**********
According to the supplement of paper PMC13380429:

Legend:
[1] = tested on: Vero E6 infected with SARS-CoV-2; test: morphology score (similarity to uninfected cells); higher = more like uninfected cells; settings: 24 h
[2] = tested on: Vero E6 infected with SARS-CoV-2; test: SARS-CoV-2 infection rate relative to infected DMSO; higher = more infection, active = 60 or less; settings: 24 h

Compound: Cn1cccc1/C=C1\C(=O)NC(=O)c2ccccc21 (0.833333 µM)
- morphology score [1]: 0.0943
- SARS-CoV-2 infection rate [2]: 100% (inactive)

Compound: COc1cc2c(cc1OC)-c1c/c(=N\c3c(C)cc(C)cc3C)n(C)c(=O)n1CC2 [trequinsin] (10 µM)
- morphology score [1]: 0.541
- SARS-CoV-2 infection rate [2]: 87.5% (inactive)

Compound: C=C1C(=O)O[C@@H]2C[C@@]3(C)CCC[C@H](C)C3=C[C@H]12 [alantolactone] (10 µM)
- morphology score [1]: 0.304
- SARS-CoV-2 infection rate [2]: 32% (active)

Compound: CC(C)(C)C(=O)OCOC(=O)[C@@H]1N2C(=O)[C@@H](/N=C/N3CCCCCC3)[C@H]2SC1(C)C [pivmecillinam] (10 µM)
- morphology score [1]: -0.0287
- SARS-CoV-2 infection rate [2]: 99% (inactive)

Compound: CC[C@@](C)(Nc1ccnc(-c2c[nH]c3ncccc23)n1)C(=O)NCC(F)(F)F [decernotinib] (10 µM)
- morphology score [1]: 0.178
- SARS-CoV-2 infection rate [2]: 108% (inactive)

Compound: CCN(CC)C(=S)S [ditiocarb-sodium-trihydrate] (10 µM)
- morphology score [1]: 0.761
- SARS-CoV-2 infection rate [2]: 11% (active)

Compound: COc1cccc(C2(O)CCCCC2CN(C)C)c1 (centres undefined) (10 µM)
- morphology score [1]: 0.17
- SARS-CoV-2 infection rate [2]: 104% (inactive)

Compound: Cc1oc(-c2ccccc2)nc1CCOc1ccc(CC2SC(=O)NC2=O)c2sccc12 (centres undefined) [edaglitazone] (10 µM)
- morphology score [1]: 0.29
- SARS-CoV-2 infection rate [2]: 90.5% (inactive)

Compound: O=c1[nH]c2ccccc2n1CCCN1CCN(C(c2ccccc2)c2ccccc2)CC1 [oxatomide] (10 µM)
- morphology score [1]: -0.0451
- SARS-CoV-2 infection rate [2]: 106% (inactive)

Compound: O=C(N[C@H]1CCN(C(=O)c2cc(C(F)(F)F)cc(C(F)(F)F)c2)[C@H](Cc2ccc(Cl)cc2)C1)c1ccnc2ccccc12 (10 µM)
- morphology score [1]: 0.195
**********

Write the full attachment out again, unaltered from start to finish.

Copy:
According to the supplement of paper PMC13380429:

Legend:
[1] = tested on: Vero E6 infected with SARS-CoV-2; test: morphology score (similarity to uninfected cells); higher = more like uninfected cells; settings: 24 h
[2] = tested on: Vero E6 infected with SARS-CoV-2; test: SARS-CoV-2 infection rate relative to infected DMSO; higher = more infection, active = 60 or less; settings: 24 h

Compound: Cn1cccc1/C=C1\C(=O)NC(=O)c2ccccc21 (0.833333 µM)
- morphology score [1]: 0.0943
- SARS-CoV-2 infection rate [2]: 100% (inactive)

Compound: COc1cc2c(cc1OC)-c1c/c(=N\c3c(C)cc(C)cc3C)n(C)c(=O)n1CC2 [trequinsin] (10 µM)
- morphology score [1]: 0.541
- SARS-CoV-2 infection rate [2]: 87.5% (inactive)

Compound: C=C1C(=O)O[C@@H]2C[C@@]3(C)CCC[C@H](C)C3=C[C@H]12 [alantolactone] (10 µM)
- morphology score [1]: 0.304
- SARS-CoV-2 infection rate [2]: 32% (active)

Compound: CC(C)(C)C(=O)OCOC(=O)[C@@H]1N2C(=O)[C@@H](/N=C/N3CCCCCC3)[C@H]2SC1(C)C [pivmecillinam] (10 µM)
- morphology score [1]: -0.0287
- SARS-CoV-2 infection rate [2]: 99% (inactive)

Compound: CC[C@@](C)(Nc1ccnc(-c2c[nH]c3ncccc23)n1)C(=O)NCC(F)(F)F [decernotinib] (10 µM)
- morphology score [1]: 0.178
- SARS-CoV-2 infection rate [2]: 108% (inactive)

Compound: CCN(CC)C(=S)S [ditiocarb-sodium-trihydrate] (10 µM)
- morphology score [1]: 0.761
- SARS-CoV-2 infection rate [2]: 11% (active)

Compound: COc1cccc(C2(O)CCCCC2CN(C)C)c1 (centres undefined) (10 µM)
- morphology score [1]: 0.17
- SARS-CoV-2 infection rate [2]: 104% (inactive)

Compound: Cc1oc(-c2ccccc2)nc1CCOc1ccc(CC2SC(=O)NC2=O)c2sccc12 (centres undefined) [edaglitazone] (10 µM)
- morphology score [1]: 0.29
- SARS-CoV-2 infection rate [2]: 90.5% (inactive)

Compound: O=c1[nH]c2ccccc2n1CCCN1CCN(C(c2ccccc2)c2ccccc2)CC1 [oxatomide] (10 µM)
- morphology score [1]: -0.0451
- SARS-CoV-2 infection rate [2]: 106% (inactive)

Compound: O=C(N[C@H]1CCN(C(=O)c2cc(C(F)(F)F)cc(C(F)(F)F)c2)[C@H](Cc2ccc(Cl)cc2)C1)c1ccnc2ccccc12 (10 µM)
- morphology score [1]: 0.195